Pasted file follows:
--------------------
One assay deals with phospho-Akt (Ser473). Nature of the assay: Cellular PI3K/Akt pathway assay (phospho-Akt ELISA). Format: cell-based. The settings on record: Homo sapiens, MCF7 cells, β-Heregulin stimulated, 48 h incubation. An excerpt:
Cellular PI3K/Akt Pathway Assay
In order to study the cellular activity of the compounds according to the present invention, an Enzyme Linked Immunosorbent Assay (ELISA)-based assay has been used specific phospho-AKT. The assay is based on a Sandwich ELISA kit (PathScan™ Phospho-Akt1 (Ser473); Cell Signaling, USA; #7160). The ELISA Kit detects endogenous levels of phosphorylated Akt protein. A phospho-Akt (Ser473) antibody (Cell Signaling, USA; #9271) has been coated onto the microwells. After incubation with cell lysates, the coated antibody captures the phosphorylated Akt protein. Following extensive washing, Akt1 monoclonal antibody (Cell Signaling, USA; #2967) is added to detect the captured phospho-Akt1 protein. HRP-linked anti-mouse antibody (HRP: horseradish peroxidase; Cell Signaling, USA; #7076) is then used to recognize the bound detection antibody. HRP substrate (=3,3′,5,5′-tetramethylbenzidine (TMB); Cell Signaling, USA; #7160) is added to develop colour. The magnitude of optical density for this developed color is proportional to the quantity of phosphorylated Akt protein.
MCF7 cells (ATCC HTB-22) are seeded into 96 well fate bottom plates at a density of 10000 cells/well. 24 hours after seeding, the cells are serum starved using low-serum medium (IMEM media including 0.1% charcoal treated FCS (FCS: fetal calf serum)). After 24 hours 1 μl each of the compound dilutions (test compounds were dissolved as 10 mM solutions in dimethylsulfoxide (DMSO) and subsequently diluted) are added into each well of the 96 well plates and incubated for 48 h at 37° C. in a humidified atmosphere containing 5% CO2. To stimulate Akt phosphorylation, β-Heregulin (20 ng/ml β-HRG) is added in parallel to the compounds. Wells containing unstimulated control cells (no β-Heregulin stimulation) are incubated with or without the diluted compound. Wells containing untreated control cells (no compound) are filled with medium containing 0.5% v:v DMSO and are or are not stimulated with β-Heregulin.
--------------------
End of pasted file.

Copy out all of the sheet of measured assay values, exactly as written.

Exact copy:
One assay deals with phospho-Akt (Ser473). Nature of the assay: Cellular PI3K/Akt pathway assay (phospho-Akt ELISA). Format: cell-based. The settings on record: Homo sapiens, MCF7 cells, β-Heregulin stimulated, 48 h incubation. An excerpt:
Cellular PI3K/Akt Pathway Assay
In order to study the cellular activity of the compounds according to the present invention, an Enzyme Linked Immunosorbent Assay (ELISA)-based assay has been used specific phospho-AKT. The assay is based on a Sandwich ELISA kit (PathScan™ Phospho-Akt1 (Ser473); Cell Signaling, USA; #7160). The ELISA Kit detects endogenous levels of phosphorylated Akt protein. A phospho-Akt (Ser473) antibody (Cell Signaling, USA; #9271) has been coated onto the microwells. After incubation with cell lysates, the coated antibody captures the phosphorylated Akt protein. Following extensive washing, Akt1 monoclonal antibody (Cell Signaling, USA; #2967) is added to detect the captured phospho-Akt1 protein. HRP-linked anti-mouse antibody (HRP: horseradish peroxidase; Cell Signaling, USA; #7076) is then used to recognize the bound detection antibody. HRP substrate (=3,3′,5,5′-tetramethylbenzidine (TMB); Cell Signaling, USA; #7160) is added to develop colour. The magnitude of optical density for this developed color is proportional to the quantity of phosphorylated Akt protein.
MCF7 cells (ATCC HTB-22) are seeded into 96 well fate bottom plates at a density of 10000 cells/well. 24 hours after seeding, the cells are serum starved using low-serum medium (IMEM media including 0.1% charcoal treated FCS (FCS: fetal calf serum)). After 24 hours 1 μl each of the compound dilutions (test compounds were dissolved as 10 mM solutions in dimethylsulfoxide (DMSO) and subsequently diluted) are added into each well of the 96 well plates and incubated for 48 h at 37° C. in a humidified atmosphere containing 5% CO2. To stimulate Akt phosphorylation, β-Heregulin (20 ng/ml β-HRG) is added in parallel to the compounds. Wells containing unstimulated control cells (no β-Heregulin stimulation) are incubated with or without the diluted compound. Wells containing untreated control cells (no compound) are filled with medium containing 0.5% v:v DMSO and are or are not stimulated with β-Heregulin.